Hope McMorran (she/her/hers) graduated with a bachelor’s degree in Psychological Sciences and a minor in Human Development & Family Studies from the College of Liberal Arts and Sciences in 2018. In pursuit of a Masters in Education at Penn State University, Hope shares her story and talks about her passion to help others, valuable experiential learning opportunities, and developing post-graduation plans to achieve career goals.
How did you choose your major?
I chose Psychological Sciences because of my interests in human behavior and the brain. I didn’t know exactly what I wanted to do with my major, but I loved learning about the subject and knew I wanted to do something that would help others. I added my minor in HDFS after developing an interest in education and social services through some of my on-campus activities.
What did you do after you graduated?
I am currently pursuing a Masters of Education in the Higher Education & Student Affairs program at Penn State University. In addition to being a full-time graduate student, I work at both the Office of Fraternity & Sorority Life and the Career Services office at Penn State.
How did you find out about your current position?
I found out through the application process to my graduate program. Many departments and units in higher education have positions for graduate students to fill while they pursue their degrees.
In the Office of Fraternity & Sorority Life, I serve as a chapter coach to 12 chapters, act as the advisor to the Multicultural Greek Council, and provide support to educational programs including sexual violence prevention, alcohol and drug skills awareness, and leadership programs.
In the Career Services office, I meet with undergraduate and graduate students in career counseling appointments to discuss career topics including major and career exploration, resumes and cover letters, interviewing skills, the internship and job search, and more.
Please share two or three noteworthy internships, co-curricular activities, volunteer experiences, jobs, programs, or other degrees and certifications acquired that contributed to your current success.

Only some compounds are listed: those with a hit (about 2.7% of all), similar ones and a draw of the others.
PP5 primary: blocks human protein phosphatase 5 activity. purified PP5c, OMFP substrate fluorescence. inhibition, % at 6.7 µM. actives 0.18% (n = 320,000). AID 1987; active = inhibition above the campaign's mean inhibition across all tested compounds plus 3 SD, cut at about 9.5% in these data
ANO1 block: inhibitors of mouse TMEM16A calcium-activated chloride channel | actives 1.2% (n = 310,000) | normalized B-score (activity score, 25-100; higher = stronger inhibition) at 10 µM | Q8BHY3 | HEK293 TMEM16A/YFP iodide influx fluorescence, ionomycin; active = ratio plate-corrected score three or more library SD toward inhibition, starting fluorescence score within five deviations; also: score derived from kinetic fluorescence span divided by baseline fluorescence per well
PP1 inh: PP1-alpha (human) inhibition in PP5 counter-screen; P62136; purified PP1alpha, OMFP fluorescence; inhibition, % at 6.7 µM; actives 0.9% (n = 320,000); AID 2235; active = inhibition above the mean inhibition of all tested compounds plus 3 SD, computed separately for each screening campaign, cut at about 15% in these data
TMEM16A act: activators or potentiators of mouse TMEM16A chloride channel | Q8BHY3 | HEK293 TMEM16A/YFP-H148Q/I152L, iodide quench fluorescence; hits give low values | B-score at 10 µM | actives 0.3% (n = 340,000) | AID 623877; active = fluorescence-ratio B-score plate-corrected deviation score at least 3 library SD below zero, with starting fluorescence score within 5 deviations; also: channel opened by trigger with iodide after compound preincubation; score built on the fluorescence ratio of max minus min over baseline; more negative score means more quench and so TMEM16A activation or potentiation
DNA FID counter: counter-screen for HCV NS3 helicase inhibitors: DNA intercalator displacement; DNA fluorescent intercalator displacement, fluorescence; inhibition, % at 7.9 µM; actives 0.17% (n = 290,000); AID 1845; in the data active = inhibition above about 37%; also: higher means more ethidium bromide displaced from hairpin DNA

Right out of UConn, I completed a post-graduate internship at the Harvard Graduate School for Education. This internship allowed me to gain more experience in the field I was interested in, which contributed to my success in landing a full-time role upon leaving Harvard.
My first full-time position was working as an Admissions Assistant at Simmons University. This position allowed me to expand my network, try out a new functional area of Higher Education, and live in a new city.
Did you overcome academic, career preparation, or job search obstacles during your time at UConn? How?
I was not sure what I wanted to do after graduation, which made the job search process difficult for me. Sorting through all of the job postings and trying to use my network without knowing what sort of positions I was looking for was challenging. I utilized the CCD, to examine my experiences and interests and eventually realized that working in Higher Education was a possibility that I didn’t even know existed! This allowed me to narrow my search, and start gaining work experience through internships with the CCD over the summer, and at Harvard post-grad. Being open to a post-graduate internship rather than a full-time position right away took time, but now I highly recommend it to those who are still exploring career options!
Were there any UConn groups, organizations, or other resources that contributed to your career success?
I was involved with the UConn Dance Company and Kappa Alpha Theta which both allowed me to build connections and gain many leadership and professional skills that I use to this day. I use professional communication, problem-solving, conflict management, and strategic planning skills that I gained from these organizations as a professional and graduate student. I also benefitted greatly from working closely with my Academic Advisor in CLAS. She helped me explore my interests inside and outside of the classroom, and find opportunities to explore the intersection of psychology and education, leading me to work in Higher Education today.
What advice would you give to current UConn students who are looking to follow the same career path?
Get involved! Whether it be joining a UConn club or organization, taking on a leadership role, or getting a part-time job in one of UConn’s many departments, getting your hands dirty in Higher Education will be fun and rewarding, no matter what kind of Education or Counseling career you might pursue.
Many students who decide to pursue a Master’s degree do so right out of undergrad, but I think taking a few years to work in the field allows you to solidify your career interests, gain work experience, and network with folks in the field. Taking a year to work and live out in the world before continuing my education was the biggest blessing in disguise.
Do you have any recent accomplishments or achievements you would like to share?
I spearheaded an important project that involved creating space for students of color from our Multicultural Greek Council and National Pan-Hellenic Council in one of our educational programs to combat sexual violence at Penn State, a program that was not previously occupied by members of these councils and identities.